Sri Lanka

Ride-Hailing App Drives Off Unionized Taxis in Northern Sri Lanka

For every driver-for-hire in Jaffna who has seen their income skyrocket with PickMe, there’s a veteran licensed operator who has seen their income plummet.

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Ride-Hailing App Drives Off Unionized Taxis in Northern Sri Lanka

Vijayatharsiny Thinesh, GPJ Sri Lanka

Driver Pirashanthan Pilenthiran has seen his income double since he joined PickMe, a taxi app that connects passengers with rides.

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JAFFNA, SRI LANKA — It’s a common story around the world: A new app makes it easy and cheap for people to hire cabs and disrupts the traditional vehicle-for-hire business, leading to protests. The app generally wins. This story is now playing out in northern Sri Lanka.

At 7 a.m. on this day, Pirashanthan Pilenthiran says a quick prayer to Jesus and touches his auto-rickshaw keys to his eyes with reverence. He walks to his vehicle parked at the roadside — a green and black three-wheeler with stickers on the front and back proclaiming, “PickMe.”

Pirashanthan is one of 1,500 drivers in Jaffna enrolled with PickMe, a ride-hailing app that connects people seeking rides with drivers. Pirashanthan says his daily earnings have doubled to about 4,000 Sri Lankan rupees (12 United States dollars) since he joined in August 2023.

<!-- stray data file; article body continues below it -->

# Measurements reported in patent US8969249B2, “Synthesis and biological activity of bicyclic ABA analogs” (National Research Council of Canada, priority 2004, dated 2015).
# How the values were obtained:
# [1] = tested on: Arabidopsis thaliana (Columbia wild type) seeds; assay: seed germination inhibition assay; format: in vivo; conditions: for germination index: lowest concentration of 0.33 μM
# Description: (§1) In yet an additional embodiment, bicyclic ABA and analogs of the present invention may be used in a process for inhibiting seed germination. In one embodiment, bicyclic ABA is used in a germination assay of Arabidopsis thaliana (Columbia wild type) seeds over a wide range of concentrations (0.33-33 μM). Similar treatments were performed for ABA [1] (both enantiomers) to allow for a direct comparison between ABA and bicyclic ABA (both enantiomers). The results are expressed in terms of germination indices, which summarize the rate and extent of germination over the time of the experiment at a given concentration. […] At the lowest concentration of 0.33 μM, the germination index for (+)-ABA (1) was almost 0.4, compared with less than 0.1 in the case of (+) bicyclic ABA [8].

“I am able to get food, school materials, toys and dresses for my children, and I can see that my life has progressed a little,” he says.

Not too far away, driver Janarthanan Kanagasingam is unhappy. He met with an accident in November 2022, which totaled his vehicle and paralyzed his left leg. His income supports his family of four, so he bought a new vehicle on monthly installments of 23,000 rupees (70 dollars). But after 30 years of driving as part of the local union, he says he has been unable to pay his bills since PickMe launched. He hasn’t joined the app, and his daily earnings have halved to about 1,500 rupees (5 dollars).

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Vijayatharsiny Thinesh, GPJ Sri Lanka